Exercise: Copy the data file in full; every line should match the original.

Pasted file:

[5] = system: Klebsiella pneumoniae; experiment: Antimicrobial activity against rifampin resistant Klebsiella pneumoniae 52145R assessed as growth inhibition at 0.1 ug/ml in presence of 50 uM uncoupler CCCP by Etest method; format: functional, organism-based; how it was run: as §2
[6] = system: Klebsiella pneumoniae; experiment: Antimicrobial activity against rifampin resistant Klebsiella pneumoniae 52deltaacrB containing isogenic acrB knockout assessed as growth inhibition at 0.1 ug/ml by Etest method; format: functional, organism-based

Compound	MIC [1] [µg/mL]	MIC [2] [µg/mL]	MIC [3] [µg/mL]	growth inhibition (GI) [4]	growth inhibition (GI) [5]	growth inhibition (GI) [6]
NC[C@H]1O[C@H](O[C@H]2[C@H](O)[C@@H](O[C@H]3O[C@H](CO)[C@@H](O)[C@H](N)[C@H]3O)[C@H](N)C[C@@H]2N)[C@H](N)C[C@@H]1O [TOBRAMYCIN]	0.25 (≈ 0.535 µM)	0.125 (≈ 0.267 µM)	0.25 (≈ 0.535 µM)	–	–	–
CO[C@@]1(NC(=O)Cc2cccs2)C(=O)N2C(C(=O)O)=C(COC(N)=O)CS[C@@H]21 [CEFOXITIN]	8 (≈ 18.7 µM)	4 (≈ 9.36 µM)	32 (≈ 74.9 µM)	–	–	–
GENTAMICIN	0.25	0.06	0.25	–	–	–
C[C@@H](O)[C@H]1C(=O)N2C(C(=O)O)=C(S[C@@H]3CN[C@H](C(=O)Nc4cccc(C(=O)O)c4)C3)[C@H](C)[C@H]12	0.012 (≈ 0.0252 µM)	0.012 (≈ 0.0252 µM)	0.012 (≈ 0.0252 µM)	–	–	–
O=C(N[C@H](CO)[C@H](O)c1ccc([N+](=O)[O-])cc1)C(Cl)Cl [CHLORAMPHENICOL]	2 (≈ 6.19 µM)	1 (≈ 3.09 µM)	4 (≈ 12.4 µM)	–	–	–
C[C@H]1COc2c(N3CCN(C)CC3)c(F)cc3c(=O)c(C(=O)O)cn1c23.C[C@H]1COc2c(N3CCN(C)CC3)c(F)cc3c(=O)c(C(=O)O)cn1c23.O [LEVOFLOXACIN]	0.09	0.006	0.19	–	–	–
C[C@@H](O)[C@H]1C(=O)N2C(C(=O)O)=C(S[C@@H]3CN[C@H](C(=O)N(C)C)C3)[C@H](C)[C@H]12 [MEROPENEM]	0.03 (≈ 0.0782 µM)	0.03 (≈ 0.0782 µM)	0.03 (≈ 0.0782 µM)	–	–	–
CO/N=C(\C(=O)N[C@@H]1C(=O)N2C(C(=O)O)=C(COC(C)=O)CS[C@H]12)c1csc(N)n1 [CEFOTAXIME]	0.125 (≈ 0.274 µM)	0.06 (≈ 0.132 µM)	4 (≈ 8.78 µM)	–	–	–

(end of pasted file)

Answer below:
[5] = system: Klebsiella pneumoniae; experiment: Antimicrobial activity against rifampin resistant Klebsiella pneumoniae 52145R assessed as growth inhibition at 0.1 ug/ml in presence of 50 uM uncoupler CCCP by Etest method; format: functional, organism-based; how it was run: as §2
[6] = system: Klebsiella pneumoniae; experiment: Antimicrobial activity against rifampin resistant Klebsiella pneumoniae 52deltaacrB containing isogenic acrB knockout assessed as growth inhibition at 0.1 ug/ml by Etest method; format: functional, organism-based

Compound	MIC [1] [µg/mL]	MIC [2] [µg/mL]	MIC [3] [µg/mL]	growth inhibition (GI) [4]	growth inhibition (GI) [5]	growth inhibition (GI) [6]
NC[C@H]1O[C@H](O[C@H]2[C@H](O)[C@@H](O[C@H]3O[C@H](CO)[C@@H](O)[C@H](N)[C@H]3O)[C@H](N)C[C@@H]2N)[C@H](N)C[C@@H]1O [TOBRAMYCIN]	0.25 (≈ 0.535 µM)	0.125 (≈ 0.267 µM)	0.25 (≈ 0.535 µM)	–	–	–
CO[C@@]1(NC(=O)Cc2cccs2)C(=O)N2C(C(=O)O)=C(COC(N)=O)CS[C@@H]21 [CEFOXITIN]	8 (≈ 18.7 µM)	4 (≈ 9.36 µM)	32 (≈ 74.9 µM)	–	–	–
GENTAMICIN	0.25	0.06	0.25	–	–	–
C[C@@H](O)[C@H]1C(=O)N2C(C(=O)O)=C(S[C@@H]3CN[C@H](C(=O)Nc4cccc(C(=O)O)c4)C3)[C@H](C)[C@H]12	0.012 (≈ 0.0252 µM)	0.012 (≈ 0.0252 µM)	0.012 (≈ 0.0252 µM)	–	–	–
O=C(N[C@H](CO)[C@H](O)c1ccc([N+](=O)[O-])cc1)C(Cl)Cl [CHLORAMPHENICOL]	2 (≈ 6.19 µM)	1 (≈ 3.09 µM)	4 (≈ 12.4 µM)	–	–	–
C[C@H]1COc2c(N3CCN(C)CC3)c(F)cc3c(=O)c(C(=O)O)cn1c23.C[C@H]1COc2c(N3CCN(C)CC3)c(F)cc3c(=O)c(C(=O)O)cn1c23.O [LEVOFLOXACIN]	0.09	0.006	0.19	–	–	–
C[C@@H](O)[C@H]1C(=O)N2C(C(=O)O)=C(S[C@@H]3CN[C@H](C(=O)N(C)C)C3)[C@H](C)[C@H]12 [MEROPENEM]	0.03 (≈ 0.0782 µM)	0.03 (≈ 0.0782 µM)	0.03 (≈ 0.0782 µM)	–	–	–
CO/N=C(\C(=O)N[C@@H]1C(=O)N2C(C(=O)O)=C(COC(C)=O)CS[C@H]12)c1csc(N)n1 [CEFOTAXIME]	0.125 (≈ 0.274 µM)	0.06 (≈ 0.132 µM)	4 (≈ 8.78 µM)	–	–	–